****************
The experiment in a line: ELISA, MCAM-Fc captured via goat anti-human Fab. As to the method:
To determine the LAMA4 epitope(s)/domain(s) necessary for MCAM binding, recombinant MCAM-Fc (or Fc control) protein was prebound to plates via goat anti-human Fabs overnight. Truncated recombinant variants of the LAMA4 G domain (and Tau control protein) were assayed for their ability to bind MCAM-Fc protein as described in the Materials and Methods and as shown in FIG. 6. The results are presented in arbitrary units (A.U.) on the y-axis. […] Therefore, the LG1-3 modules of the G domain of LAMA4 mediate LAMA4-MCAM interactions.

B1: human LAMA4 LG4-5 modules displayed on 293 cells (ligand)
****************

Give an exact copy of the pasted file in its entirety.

The experiment in a line: ELISA, MCAM-Fc captured via goat anti-human Fab. As to the method:
To determine the LAMA4 epitope(s)/domain(s) necessary for MCAM binding, recombinant MCAM-Fc (or Fc control) protein was prebound to plates via goat anti-human Fabs overnight. Truncated recombinant variants of the LAMA4 G domain (and Tau control protein) were assayed for their ability to bind MCAM-Fc protein as described in the Materials and Methods and as shown in FIG. 6. The results are presented in arbitrary units (A.U.) on the y-axis. […] Therefore, the LG1-3 modules of the G domain of LAMA4 mediate LAMA4-MCAM interactions.

B1: human LAMA4 LG4-5 modules displayed on 293 cells (ligand)